In September, about 50 people gathered in Everett, Washington, to break ground for a new school building. Everett sits on the homeland of the Tulalip Tribes. The school board president acknowledged this. Members of the tribes then did a land blessing. “It was a very touching moment for us,” Chelsea Craig told TIME for Kids. She’s a Tulalip tribal member.
A growing number of schools and other groups are doing land acknowledgments. Events and gatherings begin with them. A land acknowledgment is a statement. It is meant to honor the Indigenous people who have traditionally lived in a certain area.
“It is part of our commitment to our community, to acknowledge the people who came before us,” Gerry Ebalaroza-Tunnell says. She’s director of equity for the Mukilteo School District.
Land acknowledgment is becoming more common in the United States. Several U.S. cities have land acknowledgment statements. These include Tempe, Arizona; Eden Prairie, Minnesota; and Denver, Colorado.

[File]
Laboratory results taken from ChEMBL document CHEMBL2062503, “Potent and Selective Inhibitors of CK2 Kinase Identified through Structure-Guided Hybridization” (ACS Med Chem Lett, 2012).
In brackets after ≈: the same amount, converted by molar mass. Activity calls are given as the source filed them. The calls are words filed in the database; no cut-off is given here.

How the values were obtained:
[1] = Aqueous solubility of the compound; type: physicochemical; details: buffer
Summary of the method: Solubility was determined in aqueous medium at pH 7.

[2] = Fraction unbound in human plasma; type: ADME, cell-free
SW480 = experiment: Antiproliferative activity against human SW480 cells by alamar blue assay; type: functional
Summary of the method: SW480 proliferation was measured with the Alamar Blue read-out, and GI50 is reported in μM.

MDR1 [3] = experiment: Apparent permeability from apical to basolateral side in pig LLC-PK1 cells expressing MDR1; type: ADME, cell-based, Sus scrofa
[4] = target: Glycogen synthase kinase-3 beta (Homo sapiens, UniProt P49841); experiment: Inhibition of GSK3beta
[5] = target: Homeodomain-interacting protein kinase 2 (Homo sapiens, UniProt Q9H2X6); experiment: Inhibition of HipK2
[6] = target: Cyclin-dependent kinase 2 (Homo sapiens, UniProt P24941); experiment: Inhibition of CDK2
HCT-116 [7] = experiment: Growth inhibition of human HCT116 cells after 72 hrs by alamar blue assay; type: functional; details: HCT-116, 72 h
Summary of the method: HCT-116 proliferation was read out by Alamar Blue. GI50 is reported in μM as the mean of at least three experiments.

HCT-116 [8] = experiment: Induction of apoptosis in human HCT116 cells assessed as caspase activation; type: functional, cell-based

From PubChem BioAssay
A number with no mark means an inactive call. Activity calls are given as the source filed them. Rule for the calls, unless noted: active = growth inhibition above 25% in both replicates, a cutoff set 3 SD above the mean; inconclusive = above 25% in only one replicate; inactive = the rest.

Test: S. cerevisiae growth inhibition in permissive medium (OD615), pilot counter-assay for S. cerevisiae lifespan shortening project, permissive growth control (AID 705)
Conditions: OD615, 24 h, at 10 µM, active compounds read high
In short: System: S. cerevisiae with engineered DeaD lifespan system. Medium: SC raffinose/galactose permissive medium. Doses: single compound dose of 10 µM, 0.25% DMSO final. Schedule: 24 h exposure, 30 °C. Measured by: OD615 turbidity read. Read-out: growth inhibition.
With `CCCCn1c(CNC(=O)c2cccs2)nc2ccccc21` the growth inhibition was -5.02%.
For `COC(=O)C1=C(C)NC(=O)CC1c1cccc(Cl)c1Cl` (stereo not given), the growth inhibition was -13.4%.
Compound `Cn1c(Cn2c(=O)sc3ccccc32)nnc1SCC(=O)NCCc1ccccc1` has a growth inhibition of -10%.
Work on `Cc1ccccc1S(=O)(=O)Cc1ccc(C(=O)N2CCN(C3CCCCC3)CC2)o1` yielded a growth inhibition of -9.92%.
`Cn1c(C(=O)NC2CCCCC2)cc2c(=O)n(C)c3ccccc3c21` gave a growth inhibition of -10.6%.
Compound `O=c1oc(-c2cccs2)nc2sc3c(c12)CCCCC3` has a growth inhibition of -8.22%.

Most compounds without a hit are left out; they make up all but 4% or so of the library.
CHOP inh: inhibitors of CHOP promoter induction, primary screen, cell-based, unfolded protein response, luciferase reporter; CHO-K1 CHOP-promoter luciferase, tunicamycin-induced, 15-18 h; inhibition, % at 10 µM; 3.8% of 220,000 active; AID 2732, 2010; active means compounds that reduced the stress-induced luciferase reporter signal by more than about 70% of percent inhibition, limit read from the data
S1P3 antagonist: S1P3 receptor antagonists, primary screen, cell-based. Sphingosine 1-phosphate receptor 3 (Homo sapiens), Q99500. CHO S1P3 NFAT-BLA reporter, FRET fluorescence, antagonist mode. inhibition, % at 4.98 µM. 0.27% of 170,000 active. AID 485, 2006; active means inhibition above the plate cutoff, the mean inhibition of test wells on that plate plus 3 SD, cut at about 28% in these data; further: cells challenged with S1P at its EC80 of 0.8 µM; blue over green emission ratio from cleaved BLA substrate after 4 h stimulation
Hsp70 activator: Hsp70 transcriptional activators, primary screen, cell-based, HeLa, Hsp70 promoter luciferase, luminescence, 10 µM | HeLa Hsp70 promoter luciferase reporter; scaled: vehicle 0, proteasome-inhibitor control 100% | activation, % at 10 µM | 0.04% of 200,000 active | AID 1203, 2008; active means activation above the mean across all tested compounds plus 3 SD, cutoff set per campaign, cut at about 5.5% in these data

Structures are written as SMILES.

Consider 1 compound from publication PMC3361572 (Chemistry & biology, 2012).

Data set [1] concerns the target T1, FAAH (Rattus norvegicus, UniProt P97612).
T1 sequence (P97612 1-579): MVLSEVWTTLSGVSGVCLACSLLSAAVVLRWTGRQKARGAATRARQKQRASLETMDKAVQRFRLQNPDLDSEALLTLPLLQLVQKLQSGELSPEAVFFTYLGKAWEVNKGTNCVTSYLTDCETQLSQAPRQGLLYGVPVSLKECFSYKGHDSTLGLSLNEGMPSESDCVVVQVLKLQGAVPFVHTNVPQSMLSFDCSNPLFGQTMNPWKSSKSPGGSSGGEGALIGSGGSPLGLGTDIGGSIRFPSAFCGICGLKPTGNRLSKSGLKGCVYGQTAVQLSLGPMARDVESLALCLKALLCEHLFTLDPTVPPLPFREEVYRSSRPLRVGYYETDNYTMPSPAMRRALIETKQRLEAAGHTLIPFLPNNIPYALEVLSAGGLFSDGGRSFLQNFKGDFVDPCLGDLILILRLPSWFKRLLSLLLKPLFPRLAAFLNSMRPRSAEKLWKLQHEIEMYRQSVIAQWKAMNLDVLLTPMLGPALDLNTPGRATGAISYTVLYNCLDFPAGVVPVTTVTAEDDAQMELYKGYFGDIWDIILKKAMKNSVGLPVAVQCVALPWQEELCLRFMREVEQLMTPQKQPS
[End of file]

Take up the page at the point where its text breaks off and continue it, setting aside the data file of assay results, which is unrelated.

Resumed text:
Land acknowledgment has also become part of popular culture. In Illinois, the Chicago Blackhawks ice-hockey team does a land acknowledgment before home games. In New York City, a land acknowledgment was done at the 2020 Macy’s Thanksgiving Day Parade.
Brienne Colston is with the U.S. Department of Arts and Culture, or USDAC. (The group is not part of the U.S. government.) “Land acknowledgment is meant to uplift a history that’s been ignored,” Colston says.
In 1855, the Tulalip Tribes’ ancestors gave up much of their land to the U.S. government. They moved to a reservation. This happened to other tribes, too. “For me, it’s about making the invisible visible,” Craig says of land acknowledgment.
At the event in September, Tulalip tribal members shared a traditional song. “When we began to sing, we could literally feel our ancestors with us,” Craig says. “It was very healing.”
The story "On This Land"—about honoring Native land—appears in this week's issue of TIME for Kids. Nathan Whittinghill attends middle school in the Mukilteo School District, in Washington State. Here, he writes about what land acknowledgement means to him and…
For most kids, a typical school day includes lessons in math, science, and English language arts. But for Callista Grant, 11, a typical day might also include instruction in American Indian drumming and dancing. She studies the Ojibwe (oh-jib-way) and Lakota languages,…